Number of trustee boards taking steps towards diversity dips

Almost two-fifths (38 per cent) of trustees say their trustee boards have taken steps to increase diversity in the past 12 months, according to Barnett Waddingham (BW) and Winmark.

The firms' Pension Chair Remuneration Report showed that this was a slight decline from the 40 per cent who had said the same thing last year, although more than three-quarters (77 per cent) of trustees stated that trusteeship was not diverse enough.

Almost two-thirds (61 per cent) of trustees still thought trusteeship was not diverse enough in terms of ethnicity, 57 per cent thought it was not diverse enough in terms of age and 47 per cent said the gender imbalance needed to be addressed.

Participating schemes reported that females made up only 24 per cent of their trustee boards, while black and minority ethnic trustees made up just 3 per cent of boards.

Just under half (45 per cent) of respondents agreed that effectiveness of the trustee board would be improved if it was more diverse.

Barriers to increasing diversity were also listed, with 80 per cent citing a recruitment-related barrier and a third (33 per cent) stating that the profile of scheme membership was the most common barrier, while other issues included low turnover in trustees (9 per cent) as well as a lack of candidates who were interested (12 per cent).

BW partner, Sonia Kataora, said; “Although trustee boards have limited diversity across age, gender and ethnicity, the majority of trustee chairs are not unaware. Nearly all specific steps schemes have taken to increase diversity seek to address the primary challenge of recruitment and many are already implementing methods in order to increase representation across all demographics.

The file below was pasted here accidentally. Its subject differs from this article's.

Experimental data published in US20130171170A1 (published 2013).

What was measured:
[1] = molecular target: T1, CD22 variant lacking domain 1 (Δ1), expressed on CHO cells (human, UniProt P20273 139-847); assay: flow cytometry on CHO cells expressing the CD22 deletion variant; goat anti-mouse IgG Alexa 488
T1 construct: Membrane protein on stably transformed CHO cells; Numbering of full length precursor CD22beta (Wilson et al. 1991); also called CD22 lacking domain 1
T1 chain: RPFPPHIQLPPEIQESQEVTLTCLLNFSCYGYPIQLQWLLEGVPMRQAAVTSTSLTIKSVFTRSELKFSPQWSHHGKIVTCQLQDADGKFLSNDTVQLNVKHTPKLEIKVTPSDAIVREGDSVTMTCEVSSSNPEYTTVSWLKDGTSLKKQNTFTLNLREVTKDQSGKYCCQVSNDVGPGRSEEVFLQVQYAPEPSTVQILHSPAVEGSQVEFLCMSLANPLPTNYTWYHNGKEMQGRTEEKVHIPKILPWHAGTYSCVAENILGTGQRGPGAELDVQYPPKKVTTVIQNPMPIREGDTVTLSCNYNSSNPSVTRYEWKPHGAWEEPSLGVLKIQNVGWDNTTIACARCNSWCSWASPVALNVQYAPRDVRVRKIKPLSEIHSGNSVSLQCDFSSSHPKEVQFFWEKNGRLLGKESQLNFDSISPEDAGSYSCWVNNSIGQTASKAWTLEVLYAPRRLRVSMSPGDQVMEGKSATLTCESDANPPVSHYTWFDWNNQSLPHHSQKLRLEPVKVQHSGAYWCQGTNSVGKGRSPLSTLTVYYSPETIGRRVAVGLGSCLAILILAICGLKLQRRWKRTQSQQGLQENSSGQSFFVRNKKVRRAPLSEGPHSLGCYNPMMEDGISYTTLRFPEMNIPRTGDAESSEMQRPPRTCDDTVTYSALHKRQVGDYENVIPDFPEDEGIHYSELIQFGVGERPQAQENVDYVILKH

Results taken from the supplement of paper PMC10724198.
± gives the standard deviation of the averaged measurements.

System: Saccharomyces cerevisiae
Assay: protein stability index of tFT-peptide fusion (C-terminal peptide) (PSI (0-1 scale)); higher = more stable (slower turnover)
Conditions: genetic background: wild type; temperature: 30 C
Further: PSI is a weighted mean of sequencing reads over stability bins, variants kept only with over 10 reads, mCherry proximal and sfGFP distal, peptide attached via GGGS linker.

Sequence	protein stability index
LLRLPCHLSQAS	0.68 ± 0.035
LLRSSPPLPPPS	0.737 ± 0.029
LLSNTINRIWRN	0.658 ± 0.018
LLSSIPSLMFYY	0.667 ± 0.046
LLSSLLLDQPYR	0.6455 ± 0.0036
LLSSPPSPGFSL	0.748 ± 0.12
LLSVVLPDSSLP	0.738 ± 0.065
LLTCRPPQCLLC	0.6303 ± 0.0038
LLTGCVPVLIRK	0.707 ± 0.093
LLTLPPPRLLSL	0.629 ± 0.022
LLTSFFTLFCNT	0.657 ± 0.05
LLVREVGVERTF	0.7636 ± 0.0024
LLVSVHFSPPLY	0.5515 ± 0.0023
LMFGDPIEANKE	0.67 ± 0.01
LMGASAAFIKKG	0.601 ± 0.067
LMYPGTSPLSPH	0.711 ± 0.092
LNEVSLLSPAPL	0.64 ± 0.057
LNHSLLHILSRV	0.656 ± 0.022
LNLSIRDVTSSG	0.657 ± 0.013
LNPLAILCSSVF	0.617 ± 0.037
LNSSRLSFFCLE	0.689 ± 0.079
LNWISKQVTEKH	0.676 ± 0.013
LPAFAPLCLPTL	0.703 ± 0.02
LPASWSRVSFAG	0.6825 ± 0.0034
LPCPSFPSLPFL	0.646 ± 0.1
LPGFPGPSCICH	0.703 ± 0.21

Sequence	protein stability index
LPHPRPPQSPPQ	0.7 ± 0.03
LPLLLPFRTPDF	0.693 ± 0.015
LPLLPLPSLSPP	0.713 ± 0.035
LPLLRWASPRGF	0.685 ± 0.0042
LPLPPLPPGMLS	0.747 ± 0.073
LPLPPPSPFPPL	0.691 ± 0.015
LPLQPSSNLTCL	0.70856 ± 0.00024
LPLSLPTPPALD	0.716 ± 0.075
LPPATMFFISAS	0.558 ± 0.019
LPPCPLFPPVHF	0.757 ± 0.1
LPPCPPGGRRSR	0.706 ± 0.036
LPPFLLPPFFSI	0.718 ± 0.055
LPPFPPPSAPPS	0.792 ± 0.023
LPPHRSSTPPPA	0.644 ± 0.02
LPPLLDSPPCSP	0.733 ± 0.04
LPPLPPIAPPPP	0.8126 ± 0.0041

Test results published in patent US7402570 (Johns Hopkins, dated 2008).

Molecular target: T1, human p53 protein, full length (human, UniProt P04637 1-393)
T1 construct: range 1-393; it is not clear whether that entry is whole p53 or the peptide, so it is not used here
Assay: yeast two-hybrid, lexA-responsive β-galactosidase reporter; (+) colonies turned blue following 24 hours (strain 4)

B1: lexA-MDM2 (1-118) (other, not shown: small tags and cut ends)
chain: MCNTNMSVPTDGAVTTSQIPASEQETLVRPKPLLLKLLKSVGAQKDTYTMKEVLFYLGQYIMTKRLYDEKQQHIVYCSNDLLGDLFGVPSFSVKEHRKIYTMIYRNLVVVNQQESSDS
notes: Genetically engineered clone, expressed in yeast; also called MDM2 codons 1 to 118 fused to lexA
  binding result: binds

“It is also recognised that diversity in the board room should also encompass experience, skills, backgrounds and perspectives. All of these, including demographics, will contribute to the quality and value of boardroom discussions and debate.

“In order to increase the diversity of applicants, trustee chairs need to review their application process to gain greater interest and engagement from a wider talent pool.”

Along with examining the issue of diversity, the report found that median trustee remuneration had fallen from £47,350 last year to £47,000.

The number of trustees expecting a remuneration increase in the next 12 months had risen to 41 per cent, while 56 per cent expected it to remain the same and just 3 per cent expected a decrease.

Winmark research director, John Madden, said; “There is a growing feeling amongst pension chairs that their remuneration is not keeping pace with the challenges they face. One in six now say they don’t have enough time to adequately fulfil the demands of the role, up from just one in twenty in 2019.

“If a hoped for rebound in remuneration levels occurs this year, it will be interesting to see if this perception persists.”

    Share Story:

Recent Stories




DC master trusts
Pensions Age editor Laura Blows, editor of Pensions Age look at developments within the DC master trust market with Paul Leandro, partner at Barnett Waddingham, and Mark Futcher, partner and head of DC at Barnett Waddingham.
Investing in Asia
Pensions Age editor, Laura Blows, discusses with CRUX Asset Management fund manager, Ewan Markson-Brown, the opportunities for investing in Asia and CRUX Asset Management's fund launch to help with this

Advertisement Advertisement